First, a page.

Darden’s annual Diversity Conference kicks off later this week, bringing together prospective students from across MBA degree formats for a two-day summit of student panels, case discussions, alumni speakers and faculty insights.
View schedule highlights on the Diversity Conference web page. In celebration of this much-anticipated event, we are thrilled to feature Senior Director of Global Diversity, Equity and Inclusion Recruiting Christian West (he/him). West and the Diversity Conference planning team have been hard at work for the last several months, developing impactful and informative programming for the 200-plus conference attendees.
In his admissions role, West collaborates across the Darden enterprise, focusing on diverse populations and leveraging partnerships with the Consortium for Graduate Study in Management (CGSM), Management Leadership for Tomorrow (MLT), and Reaching Out MBA (ROMBA).
West was also a recent guest on the Experience Darden podcast, where he shared more about his background and commitment to diversity, equity and inclusion. He also discussed his current Ph.D. research, and how it fits into his admissions work advocating for diverse groups of students.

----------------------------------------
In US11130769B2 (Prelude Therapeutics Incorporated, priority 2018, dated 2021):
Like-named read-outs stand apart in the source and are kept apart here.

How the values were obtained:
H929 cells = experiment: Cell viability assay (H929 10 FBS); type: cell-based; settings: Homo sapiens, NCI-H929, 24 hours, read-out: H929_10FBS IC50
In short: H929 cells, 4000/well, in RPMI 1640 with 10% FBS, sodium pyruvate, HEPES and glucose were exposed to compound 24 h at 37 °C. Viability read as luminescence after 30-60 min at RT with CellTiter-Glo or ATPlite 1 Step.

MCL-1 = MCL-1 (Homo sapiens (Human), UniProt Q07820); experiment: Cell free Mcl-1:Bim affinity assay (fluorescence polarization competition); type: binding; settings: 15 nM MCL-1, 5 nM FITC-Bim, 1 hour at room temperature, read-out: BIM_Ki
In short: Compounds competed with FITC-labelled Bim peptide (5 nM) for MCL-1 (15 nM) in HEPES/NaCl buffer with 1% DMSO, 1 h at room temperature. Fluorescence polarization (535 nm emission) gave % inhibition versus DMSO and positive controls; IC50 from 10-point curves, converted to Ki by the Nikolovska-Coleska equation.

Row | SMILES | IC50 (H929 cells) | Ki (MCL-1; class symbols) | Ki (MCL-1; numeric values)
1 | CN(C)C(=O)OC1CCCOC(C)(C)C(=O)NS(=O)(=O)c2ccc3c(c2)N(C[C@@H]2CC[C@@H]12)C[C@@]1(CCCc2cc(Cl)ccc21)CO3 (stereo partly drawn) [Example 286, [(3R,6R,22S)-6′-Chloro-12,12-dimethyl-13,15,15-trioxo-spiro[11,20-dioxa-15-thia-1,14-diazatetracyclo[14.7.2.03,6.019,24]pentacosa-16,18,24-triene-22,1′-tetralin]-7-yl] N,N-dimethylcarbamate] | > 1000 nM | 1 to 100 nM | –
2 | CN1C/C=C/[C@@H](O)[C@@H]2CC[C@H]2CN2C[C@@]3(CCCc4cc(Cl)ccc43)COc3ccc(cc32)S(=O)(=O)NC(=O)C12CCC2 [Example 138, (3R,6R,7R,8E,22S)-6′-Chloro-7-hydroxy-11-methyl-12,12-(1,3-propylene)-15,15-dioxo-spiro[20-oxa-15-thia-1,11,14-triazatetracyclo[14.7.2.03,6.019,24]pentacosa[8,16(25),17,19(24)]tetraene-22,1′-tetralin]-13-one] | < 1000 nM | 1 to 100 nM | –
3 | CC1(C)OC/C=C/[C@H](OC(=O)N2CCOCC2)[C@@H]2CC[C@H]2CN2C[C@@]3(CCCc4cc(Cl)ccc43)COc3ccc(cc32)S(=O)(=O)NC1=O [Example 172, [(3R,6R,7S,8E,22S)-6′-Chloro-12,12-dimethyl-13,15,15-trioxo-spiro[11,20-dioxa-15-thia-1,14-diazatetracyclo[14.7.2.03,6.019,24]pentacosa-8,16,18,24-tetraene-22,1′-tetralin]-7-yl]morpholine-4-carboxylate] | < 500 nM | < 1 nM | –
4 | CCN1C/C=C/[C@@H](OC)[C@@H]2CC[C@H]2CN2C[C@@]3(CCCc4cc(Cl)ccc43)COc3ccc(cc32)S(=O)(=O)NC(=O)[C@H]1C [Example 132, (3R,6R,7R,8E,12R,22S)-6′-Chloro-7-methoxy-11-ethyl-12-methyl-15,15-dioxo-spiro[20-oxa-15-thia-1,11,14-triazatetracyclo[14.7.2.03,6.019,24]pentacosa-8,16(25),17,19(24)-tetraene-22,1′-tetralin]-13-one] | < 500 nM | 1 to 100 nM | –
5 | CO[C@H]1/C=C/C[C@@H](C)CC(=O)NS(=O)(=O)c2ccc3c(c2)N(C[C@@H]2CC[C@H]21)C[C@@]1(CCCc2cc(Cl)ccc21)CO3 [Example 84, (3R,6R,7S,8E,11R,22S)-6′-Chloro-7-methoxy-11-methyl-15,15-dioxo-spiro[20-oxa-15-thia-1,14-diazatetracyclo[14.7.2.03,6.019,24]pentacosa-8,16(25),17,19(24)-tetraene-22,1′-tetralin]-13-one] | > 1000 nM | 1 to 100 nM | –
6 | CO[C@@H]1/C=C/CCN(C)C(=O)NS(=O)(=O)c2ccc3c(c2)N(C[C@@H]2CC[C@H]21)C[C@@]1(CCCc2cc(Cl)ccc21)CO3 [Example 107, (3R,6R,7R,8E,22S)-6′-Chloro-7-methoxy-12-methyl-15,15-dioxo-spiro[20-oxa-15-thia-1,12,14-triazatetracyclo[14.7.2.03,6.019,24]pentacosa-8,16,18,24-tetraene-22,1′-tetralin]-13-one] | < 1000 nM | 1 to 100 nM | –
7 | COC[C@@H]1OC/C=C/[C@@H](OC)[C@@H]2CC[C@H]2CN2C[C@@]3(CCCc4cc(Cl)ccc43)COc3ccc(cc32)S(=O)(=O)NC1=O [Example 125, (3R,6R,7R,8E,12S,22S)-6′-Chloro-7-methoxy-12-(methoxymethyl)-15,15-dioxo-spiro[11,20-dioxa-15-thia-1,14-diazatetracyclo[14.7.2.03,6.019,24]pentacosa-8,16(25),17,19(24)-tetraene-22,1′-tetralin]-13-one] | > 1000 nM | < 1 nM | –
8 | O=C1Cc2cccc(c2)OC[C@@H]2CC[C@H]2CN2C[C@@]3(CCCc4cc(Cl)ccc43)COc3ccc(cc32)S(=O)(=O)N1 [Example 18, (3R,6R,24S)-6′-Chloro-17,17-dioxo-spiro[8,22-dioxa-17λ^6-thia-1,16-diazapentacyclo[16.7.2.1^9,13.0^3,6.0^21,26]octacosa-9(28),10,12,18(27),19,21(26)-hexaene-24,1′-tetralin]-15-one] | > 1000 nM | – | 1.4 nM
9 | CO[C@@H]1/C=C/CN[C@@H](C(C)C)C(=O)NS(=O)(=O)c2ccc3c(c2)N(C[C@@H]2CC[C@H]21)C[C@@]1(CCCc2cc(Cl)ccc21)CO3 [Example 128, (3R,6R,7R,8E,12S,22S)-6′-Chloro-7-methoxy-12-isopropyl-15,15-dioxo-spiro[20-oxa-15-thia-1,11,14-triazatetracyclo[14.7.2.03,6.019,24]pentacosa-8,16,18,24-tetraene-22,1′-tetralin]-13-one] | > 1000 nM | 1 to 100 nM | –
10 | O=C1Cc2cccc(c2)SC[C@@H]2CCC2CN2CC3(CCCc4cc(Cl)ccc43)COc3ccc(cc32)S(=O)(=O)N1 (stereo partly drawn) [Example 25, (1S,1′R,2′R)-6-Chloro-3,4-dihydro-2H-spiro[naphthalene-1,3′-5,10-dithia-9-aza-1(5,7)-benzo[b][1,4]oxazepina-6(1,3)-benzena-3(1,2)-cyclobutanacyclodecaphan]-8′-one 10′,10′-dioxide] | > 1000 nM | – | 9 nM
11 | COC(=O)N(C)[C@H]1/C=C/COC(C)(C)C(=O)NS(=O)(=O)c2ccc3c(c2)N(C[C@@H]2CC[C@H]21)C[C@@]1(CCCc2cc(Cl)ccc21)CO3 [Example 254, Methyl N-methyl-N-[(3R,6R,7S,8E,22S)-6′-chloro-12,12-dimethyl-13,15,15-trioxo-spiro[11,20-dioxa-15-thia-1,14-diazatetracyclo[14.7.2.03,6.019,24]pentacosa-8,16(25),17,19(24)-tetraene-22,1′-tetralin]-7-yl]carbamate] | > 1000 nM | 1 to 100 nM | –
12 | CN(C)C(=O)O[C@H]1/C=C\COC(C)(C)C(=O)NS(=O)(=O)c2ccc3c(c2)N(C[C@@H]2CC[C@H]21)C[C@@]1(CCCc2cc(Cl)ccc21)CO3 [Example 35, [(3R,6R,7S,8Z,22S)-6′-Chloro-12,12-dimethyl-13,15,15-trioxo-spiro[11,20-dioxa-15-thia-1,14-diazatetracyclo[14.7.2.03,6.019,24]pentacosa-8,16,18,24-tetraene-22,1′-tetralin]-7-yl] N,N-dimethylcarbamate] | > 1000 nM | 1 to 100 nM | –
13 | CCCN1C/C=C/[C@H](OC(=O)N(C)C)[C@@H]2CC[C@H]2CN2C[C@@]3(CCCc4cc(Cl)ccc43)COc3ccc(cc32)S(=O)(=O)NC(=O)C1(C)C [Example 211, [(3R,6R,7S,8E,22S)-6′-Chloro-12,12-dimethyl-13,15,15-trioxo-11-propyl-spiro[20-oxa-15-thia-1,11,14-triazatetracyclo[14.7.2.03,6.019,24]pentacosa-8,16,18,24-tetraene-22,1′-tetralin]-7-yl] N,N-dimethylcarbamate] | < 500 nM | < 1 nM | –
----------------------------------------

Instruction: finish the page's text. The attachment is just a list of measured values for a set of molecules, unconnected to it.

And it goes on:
Q: What is your current role? How will prospective students interact with you?
A: I have the pleasure of serving as the senior director of admissions for global diversity, equity and inclusion. I lead the Admissions Committee’s strategy to recruit the most diverse class we can in the broadest sense of the word. I also seek to ensure our staff engages with sustained professional development and training opportunities to increase our competencies in diversity, equity and inclusion. Prospective students should look forward to engaging with me on one of our many virtual webinar opportunities, Diversity Coffee Chats, one-on-one MBA Conversations or seminars hosted by one of our many external partners (e.g. Consortium, Forté, MLT, ROMBA, Admit.me and others)!
Q: What led you to Darden?
A: My entire professional career has been in higher education. I started out in various student affairs functional roles, such as residence life, student activities and fraternity/sorority life. My first admissions-related role was serving as an assistant dean of admission for UVA’s Office of Undergraduate Admission. From there, I worked with UVA’s McIntire School of Commerce in their Office of Undergraduate Admission, which was my first foray into business education. After a pit stop in academia to work on my Ph.D. full-time, I started working with the Darden Admissions team in January 2021.
Q: Tell us a little more about your background and why you are passionate about this work.